How AV can be stopped even if it’s a YES

How AV can be stopped even if it’s a YES

Nick Palmer looks at the final option

A former constituent recently contacted the Electoral Commission to ask about the interaction between boundary changes and the referendum, and had this provocative reply:

“The review of boundaries and the referendum are linked as they were in the same Bill voted by Parliament. If there is a yes vote in the referendum then the legislation provides for AV to be introduced. However, under the same legislation, this cannot happen until Parliament has approved the Boundary Commission’s recommendations to alter Parliamentary boundaries. This means that AV cannot be introduced until after the new boundaries had been approved.

Parliament were responsible for passing the legislation that brought the referendum into effect, so the decision about the boundaries and the referendum being linked was not made by the Electoral Commission. If you would like to comment any further on the legislation that has been passed by Parliament, we would suggest you contact your MP.”

Now suppose that there is a Yes vote. But in some manner that many people feel doesn’t convey a convincing mandate – say turnout is lousy, or it only passes because Scotland (or Cornwall or wherever) voted massively in favour.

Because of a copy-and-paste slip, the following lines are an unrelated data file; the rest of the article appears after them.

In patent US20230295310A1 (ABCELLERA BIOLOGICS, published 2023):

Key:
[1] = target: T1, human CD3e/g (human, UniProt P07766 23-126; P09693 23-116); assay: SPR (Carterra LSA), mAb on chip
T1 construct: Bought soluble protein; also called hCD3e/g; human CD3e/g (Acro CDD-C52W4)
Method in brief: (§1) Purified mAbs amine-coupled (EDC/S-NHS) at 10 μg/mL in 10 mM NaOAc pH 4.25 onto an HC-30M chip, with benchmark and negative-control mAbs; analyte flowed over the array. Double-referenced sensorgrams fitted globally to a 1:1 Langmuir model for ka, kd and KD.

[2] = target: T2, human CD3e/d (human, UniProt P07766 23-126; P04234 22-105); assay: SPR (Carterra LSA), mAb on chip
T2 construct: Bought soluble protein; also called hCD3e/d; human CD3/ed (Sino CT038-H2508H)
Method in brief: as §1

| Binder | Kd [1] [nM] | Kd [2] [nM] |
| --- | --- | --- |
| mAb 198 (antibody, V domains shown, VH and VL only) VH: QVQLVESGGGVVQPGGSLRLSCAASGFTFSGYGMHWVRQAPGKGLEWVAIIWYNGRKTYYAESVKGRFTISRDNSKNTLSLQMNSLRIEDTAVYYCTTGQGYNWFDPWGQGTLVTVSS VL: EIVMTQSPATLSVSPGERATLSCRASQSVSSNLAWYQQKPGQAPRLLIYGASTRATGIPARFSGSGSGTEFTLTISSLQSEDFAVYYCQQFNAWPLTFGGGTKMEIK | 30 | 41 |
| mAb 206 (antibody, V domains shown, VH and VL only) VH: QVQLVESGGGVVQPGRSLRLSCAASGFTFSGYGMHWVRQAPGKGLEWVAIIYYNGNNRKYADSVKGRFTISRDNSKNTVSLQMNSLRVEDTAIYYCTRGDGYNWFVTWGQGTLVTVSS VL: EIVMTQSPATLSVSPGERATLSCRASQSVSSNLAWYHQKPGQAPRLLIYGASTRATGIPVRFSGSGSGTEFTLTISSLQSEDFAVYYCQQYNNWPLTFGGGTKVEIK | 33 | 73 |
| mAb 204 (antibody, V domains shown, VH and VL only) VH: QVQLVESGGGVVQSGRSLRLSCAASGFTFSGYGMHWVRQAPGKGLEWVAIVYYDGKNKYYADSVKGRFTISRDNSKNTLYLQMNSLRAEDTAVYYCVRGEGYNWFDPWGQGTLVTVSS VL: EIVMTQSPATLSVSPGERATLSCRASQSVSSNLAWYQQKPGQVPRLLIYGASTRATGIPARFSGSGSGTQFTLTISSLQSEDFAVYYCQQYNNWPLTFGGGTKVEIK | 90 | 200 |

Given that many MPs must be feeling nervous about reselection with every constituency in the country changing its boundaries, might they then use the result as an excuse to stall the whole process?

Labour is likely to disapprove of the boundary changes anyway, and it’s not too hard to imagine say 50 Tory MPs seeking either to delay the boundary process or to stop AV because they genuinely think it didn’t get a mandate.

I can’t see this happening if there’s a decisive Yes vote. But that seems the least likely outcome, doesn’t it? Perhaps we’ll still be debating AV for years to come.

Nick Palmer was Labour MP for Broxtowe from 1997-2010. He has been posting on PB since 2004

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